Monthly Archives: October 2009

‘Don’t cry because it’s over. Smile because it happened.’ (Dr. Suess)

Last weekend my husband and I participated in a beautiful and ancient sacrament.  At a resplendent San Francisco Bay Area Greek Orthodox church, we were on hand to be the marital ‘sponsors’ — or ‘koumbari’ as it is called in Greek —  by a very special bride and groom. This was no typical wedding.  The couple to be married, in front of 400 of their closest family and friends, was in their 50s. To top it off, the bride had never married before.

In so very many ways, this event was like thousands of other weddings throughout the country that might have taken place the same day. The bride was radiant, the groom handsome and expectant, the flowers, table arrangements, music and food chosen to perfection. Since the bride had waited all her life for this to happen to her, she spared no details, having formulated in her mind what her own walk down the aisle might look like someday.

The difference lay in how composed, confident and mature the day was.  The couple, so very sure of one another and their decision to marry, made all who participated and attended feel as if this was their day as well.  The bride, knowing every nuance of her march down the long aisle to the groom, paused before taking her first step to hear a talented choir sing a hymn she had always loved.  The groom had real tears in his eyes as he saw the woman who adored him casually take her steps in her Erte-style wedding gown, beaded to art-deco perfection.  While four elaborately robed priests busily chanted, spoke liturgical words and jingled incense upon the icon-laden, marble and gilded altar, I heard the bride join them as she lip-synced many of their petitions and modal melodies, including reminders and descriptions of Old Testament couples considered to have led exemplary married lives.

Nearly an hour later, after the couple had exchanged rings, drunk sweet wine from a common cup and taken three trips around the altar table with pearl-encrusted crowns on their heads (the queen and king of their new household), the happy couple turned to face the parish pews, filled by Kleenex-bearing relatives and friends who simply could not stop smiling.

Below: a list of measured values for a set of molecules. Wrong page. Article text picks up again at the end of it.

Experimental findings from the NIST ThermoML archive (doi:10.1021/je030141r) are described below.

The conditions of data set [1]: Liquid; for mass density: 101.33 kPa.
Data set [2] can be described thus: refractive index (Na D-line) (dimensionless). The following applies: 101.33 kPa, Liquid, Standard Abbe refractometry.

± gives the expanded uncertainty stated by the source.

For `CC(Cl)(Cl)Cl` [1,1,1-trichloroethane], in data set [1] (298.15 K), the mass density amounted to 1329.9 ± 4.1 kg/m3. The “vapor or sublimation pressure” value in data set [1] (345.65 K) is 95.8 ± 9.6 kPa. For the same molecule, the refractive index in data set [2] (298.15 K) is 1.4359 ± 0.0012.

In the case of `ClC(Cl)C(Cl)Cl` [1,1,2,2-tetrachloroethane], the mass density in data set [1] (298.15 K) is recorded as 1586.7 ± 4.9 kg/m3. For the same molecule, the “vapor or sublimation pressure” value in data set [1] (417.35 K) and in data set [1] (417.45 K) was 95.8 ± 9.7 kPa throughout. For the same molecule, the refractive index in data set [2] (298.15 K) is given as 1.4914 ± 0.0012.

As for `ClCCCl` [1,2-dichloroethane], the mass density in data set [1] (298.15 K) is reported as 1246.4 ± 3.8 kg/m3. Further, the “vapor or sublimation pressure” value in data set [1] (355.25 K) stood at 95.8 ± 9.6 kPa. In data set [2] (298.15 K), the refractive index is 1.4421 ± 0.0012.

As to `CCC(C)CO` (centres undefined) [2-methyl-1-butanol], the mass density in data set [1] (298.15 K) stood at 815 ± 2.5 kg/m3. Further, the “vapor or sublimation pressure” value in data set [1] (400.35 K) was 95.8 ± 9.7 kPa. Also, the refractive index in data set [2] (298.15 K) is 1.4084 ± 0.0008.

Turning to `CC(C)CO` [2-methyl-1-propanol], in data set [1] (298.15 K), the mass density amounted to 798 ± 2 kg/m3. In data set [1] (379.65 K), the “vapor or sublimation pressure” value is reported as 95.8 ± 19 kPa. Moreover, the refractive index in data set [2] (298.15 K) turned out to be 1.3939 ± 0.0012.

Again, they waited. A special musical piece was being sung by the talented choir and no one was going to move until they had heard the fullness of its beauty.

And then it was time for the partying to begin — Greek style.

The reception hall was bedecked in midnight blues and white; each place setting bore lovingly-made linen doilies skillfully wrapped by the bride’s mother around candied white almonds. Towering centerpieces bedecked with delicate orchids nestled in tall, slender vases, announcing the beauty of the moment as the wedding party entered amid great fanfare.  The grown children of the groom as well as my husband and I made heartfelt toasts, speaking of how the couple met, the miracle of their union and the blessings we all share with them. The father of the bride took his daughter in his arms and danced to a selection chosen by his little girl, whose age was of no consequence when we heard — “You didn’t know you were my hero . . ” and we all cried once again.

As guests took turns approaching the head table to congratulate the bride and groom, longtime friends of the groom filled his wine glass with a strain of Cretan homemade moonshine no doubt capable of removing chrome from hubcaps. The bride glowed but barely ate,  interrupted for at least 20 minutes between bites by well-meaning wedding guests.

Shortly after the sumptuous sit-down dinner was served, the strains of bouzoukia (a kind of Greek mandolin) were heard.  My husband, schooled in the fine art of Greek dancing and light on his feet, deftly led a line of wedding guests, twirling while never missing a beat to music our immigrant parents and grandparents probably danced to at dozens of weddings in their lifetimes. I followed, taking the steps to the syncopated music I had moved to since my childhood, as the now-layered dance lines snaked and curled up within themselves.

It was a celebration borne of miracles, of love, and of a life of anticipation that led to the moment we all shared. All who attended no doubt felt it both life-affirming and full of hope — for those who love, for those who have loved and lost and for those who have yet to find their soul mates in midlife.


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